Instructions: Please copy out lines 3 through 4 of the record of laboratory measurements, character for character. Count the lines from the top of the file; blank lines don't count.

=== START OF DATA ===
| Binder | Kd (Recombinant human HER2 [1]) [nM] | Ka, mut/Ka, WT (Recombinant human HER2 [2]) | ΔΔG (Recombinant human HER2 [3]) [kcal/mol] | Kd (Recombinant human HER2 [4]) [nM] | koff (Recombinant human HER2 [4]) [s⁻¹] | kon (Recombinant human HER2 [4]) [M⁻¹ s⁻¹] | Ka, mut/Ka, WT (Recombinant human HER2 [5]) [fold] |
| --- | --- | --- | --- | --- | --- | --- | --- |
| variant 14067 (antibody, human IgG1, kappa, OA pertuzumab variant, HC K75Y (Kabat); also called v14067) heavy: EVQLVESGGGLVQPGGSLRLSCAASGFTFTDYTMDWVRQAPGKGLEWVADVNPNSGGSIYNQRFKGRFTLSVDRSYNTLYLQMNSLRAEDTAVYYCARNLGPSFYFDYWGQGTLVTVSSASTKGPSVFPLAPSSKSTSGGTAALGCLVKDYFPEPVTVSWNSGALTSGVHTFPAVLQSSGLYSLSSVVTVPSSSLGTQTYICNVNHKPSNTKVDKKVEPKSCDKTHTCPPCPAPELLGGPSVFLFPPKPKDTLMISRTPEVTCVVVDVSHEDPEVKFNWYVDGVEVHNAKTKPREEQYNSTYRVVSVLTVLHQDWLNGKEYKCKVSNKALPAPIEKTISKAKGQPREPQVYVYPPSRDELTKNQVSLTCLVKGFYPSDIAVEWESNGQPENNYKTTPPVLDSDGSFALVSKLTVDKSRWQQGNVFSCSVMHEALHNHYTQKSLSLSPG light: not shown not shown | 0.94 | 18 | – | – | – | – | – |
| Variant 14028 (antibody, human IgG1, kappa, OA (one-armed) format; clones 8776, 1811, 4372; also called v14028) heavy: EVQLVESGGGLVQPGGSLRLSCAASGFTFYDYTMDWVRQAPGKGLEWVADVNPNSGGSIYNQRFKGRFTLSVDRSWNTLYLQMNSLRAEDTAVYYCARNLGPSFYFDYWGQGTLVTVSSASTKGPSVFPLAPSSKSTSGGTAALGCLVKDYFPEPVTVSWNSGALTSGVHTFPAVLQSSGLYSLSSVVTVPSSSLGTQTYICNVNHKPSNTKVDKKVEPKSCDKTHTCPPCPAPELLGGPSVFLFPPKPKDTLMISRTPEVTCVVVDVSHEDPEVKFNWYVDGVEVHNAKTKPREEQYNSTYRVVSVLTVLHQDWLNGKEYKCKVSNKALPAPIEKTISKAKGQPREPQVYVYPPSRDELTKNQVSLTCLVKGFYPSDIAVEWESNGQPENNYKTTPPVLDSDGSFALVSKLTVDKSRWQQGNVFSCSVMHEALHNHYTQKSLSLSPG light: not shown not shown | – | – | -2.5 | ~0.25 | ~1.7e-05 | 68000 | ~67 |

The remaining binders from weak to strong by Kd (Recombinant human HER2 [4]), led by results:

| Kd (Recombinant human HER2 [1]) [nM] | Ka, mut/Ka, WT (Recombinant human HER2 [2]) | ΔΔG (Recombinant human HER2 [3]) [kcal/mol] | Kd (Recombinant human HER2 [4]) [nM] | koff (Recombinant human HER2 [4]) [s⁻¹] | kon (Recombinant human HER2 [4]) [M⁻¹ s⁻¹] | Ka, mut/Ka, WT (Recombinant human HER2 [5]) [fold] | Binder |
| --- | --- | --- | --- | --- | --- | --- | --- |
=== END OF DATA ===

| variant 14067 (antibody, human IgG1, kappa, OA pertuzumab variant, HC K75Y (Kabat); also called v14067) heavy: EVQLVESGGGLVQPGGSLRLSCAASGFTFTDYTMDWVRQAPGKGLEWVADVNPNSGGSIYNQRFKGRFTLSVDRSYNTLYLQMNSLRAEDTAVYYCARNLGPSFYFDYWGQGTLVTVSSASTKGPSVFPLAPSSKSTSGGTAALGCLVKDYFPEPVTVSWNSGALTSGVHTFPAVLQSSGLYSLSSVVTVPSSSLGTQTYICNVNHKPSNTKVDKKVEPKSCDKTHTCPPCPAPELLGGPSVFLFPPKPKDTLMISRTPEVTCVVVDVSHEDPEVKFNWYVDGVEVHNAKTKPREEQYNSTYRVVSVLTVLHQDWLNGKEYKCKVSNKALPAPIEKTISKAKGQPREPQVYVYPPSRDELTKNQVSLTCLVKGFYPSDIAVEWESNGQPENNYKTTPPVLDSDGSFALVSKLTVDKSRWQQGNVFSCSVMHEALHNHYTQKSLSLSPG light: not shown not shown | 0.94 | 18 | – | – | – | – | – |
| Variant 14028 (antibody, human IgG1, kappa, OA (one-armed) format; clones 8776, 1811, 4372; also called v14028) heavy: EVQLVESGGGLVQPGGSLRLSCAASGFTFYDYTMDWVRQAPGKGLEWVADVNPNSGGSIYNQRFKGRFTLSVDRSWNTLYLQMNSLRAEDTAVYYCARNLGPSFYFDYWGQGTLVTVSSASTKGPSVFPLAPSSKSTSGGTAALGCLVKDYFPEPVTVSWNSGALTSGVHTFPAVLQSSGLYSLSSVVTVPSSSLGTQTYICNVNHKPSNTKVDKKVEPKSCDKTHTCPPCPAPELLGGPSVFLFPPKPKDTLMISRTPEVTCVVVDVSHEDPEVKFNWYVDGVEVHNAKTKPREEQYNSTYRVVSVLTVLHQDWLNGKEYKCKVSNKALPAPIEKTISKAKGQPREPQVYVYPPSRDELTKNQVSLTCLVKGFYPSDIAVEWESNGQPENNYKTTPPVLDSDGSFALVSKLTVDKSRWQQGNVFSCSVMHEALHNHYTQKSLSLSPG light: not shown not shown | – | – | -2.5 | ~0.25 | ~1.7e-05 | 68000 | ~67 |